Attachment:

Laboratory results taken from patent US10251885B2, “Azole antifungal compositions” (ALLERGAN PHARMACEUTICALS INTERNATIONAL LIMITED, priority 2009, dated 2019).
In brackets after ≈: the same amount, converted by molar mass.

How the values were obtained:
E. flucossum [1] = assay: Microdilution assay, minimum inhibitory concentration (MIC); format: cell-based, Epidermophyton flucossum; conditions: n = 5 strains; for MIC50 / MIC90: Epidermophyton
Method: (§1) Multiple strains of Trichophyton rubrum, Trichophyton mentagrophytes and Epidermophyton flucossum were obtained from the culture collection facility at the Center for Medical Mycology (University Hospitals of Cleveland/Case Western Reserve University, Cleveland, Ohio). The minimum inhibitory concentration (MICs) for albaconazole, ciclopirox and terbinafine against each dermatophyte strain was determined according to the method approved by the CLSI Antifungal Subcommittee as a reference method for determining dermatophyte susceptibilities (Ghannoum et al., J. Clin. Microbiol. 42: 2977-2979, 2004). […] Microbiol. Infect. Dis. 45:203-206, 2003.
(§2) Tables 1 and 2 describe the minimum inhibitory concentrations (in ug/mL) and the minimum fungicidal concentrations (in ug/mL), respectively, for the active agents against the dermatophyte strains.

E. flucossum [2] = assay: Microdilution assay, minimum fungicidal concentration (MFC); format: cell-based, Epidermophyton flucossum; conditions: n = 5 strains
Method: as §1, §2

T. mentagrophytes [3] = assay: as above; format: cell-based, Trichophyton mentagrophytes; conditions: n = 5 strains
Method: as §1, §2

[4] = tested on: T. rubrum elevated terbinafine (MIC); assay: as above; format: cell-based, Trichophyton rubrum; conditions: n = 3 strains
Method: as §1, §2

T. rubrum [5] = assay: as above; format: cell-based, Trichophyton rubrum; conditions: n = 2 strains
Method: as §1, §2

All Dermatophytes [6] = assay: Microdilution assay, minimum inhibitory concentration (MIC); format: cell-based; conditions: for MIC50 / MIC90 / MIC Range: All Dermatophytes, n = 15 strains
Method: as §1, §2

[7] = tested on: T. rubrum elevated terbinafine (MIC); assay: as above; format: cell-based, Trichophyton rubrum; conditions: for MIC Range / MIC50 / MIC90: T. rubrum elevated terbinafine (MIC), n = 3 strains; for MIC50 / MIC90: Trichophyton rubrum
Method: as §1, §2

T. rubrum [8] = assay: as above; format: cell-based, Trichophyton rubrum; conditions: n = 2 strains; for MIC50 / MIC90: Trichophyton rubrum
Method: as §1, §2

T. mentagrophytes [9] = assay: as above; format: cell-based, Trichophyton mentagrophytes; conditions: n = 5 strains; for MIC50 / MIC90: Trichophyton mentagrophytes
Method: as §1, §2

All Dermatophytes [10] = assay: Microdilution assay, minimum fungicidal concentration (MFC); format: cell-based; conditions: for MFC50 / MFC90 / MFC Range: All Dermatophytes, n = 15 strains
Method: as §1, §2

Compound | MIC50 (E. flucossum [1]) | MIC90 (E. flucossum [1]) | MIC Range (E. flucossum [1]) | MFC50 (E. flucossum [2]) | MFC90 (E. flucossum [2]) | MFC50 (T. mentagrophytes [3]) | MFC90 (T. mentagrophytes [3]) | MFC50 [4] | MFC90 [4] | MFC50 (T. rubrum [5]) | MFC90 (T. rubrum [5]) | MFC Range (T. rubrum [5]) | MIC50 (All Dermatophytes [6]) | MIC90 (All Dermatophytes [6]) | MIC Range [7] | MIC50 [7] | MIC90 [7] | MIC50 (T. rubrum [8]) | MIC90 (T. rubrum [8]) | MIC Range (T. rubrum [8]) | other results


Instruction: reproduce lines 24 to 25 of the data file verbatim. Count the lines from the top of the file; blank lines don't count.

Method: as §1, §2

Compound | MIC50 (E. flucossum [1]) | MIC90 (E. flucossum [1]) | MIC Range (E. flucossum [1]) | MFC50 (E. flucossum [2]) | MFC90 (E. flucossum [2]) | MFC50 (T. mentagrophytes [3]) | MFC90 (T. mentagrophytes [3]) | MFC50 [4] | MFC90 [4] | MFC50 (T. rubrum [5]) | MFC90 (T. rubrum [5]) | MFC Range (T. rubrum [5]) | MIC50 (All Dermatophytes [6]) | MIC90 (All Dermatophytes [6]) | MIC Range [7] | MIC50 [7] | MIC90 [7] | MIC50 (T. rubrum [8]) | MIC90 (T. rubrum [8]) | MIC Range (T. rubrum [8]) | other results